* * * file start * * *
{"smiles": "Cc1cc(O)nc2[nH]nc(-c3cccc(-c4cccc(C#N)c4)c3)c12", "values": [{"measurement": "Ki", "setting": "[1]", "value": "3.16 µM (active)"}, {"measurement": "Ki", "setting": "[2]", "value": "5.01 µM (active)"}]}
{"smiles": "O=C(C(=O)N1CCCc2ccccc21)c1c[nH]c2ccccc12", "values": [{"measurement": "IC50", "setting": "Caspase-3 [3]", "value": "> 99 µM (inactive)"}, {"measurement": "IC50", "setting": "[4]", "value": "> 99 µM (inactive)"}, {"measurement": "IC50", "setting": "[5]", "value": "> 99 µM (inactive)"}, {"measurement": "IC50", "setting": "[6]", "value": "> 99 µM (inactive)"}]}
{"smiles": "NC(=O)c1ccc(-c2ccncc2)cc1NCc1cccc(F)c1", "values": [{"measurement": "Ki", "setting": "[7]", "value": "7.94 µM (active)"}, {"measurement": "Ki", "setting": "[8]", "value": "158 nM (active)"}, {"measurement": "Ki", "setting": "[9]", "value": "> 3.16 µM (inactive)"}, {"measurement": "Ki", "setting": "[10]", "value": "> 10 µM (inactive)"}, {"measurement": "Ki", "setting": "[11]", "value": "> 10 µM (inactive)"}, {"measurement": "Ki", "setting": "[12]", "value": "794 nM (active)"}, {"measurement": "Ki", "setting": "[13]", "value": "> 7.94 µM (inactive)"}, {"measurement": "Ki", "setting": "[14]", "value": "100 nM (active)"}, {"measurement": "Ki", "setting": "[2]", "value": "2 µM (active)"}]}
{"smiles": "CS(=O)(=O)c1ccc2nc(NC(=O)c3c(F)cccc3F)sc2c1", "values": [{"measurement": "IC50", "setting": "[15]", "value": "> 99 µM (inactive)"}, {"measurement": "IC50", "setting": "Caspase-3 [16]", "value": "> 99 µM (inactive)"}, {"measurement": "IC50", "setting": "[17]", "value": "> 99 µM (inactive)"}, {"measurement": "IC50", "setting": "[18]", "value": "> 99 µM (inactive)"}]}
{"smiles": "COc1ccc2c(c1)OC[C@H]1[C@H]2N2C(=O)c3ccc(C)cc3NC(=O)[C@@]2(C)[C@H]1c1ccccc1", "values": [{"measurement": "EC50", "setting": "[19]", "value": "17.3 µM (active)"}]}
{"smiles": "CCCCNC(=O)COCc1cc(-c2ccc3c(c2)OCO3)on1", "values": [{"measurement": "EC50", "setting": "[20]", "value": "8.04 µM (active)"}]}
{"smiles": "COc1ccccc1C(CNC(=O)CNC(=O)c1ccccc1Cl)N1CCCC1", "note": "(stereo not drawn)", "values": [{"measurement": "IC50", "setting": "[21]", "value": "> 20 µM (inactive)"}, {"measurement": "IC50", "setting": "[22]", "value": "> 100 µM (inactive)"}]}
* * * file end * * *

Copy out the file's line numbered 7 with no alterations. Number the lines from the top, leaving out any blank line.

{"smiles": "COc1ccccc1C(CNC(=O)CNC(=O)c1ccccc1Cl)N1CCCC1", "note": "(stereo not drawn)", "values": [{"measurement": "IC50", "setting": "[21]", "value": "> 20 µM (inactive)"}, {"measurement": "IC50", "setting": "[22]", "value": "> 100 µM (inactive)"}]}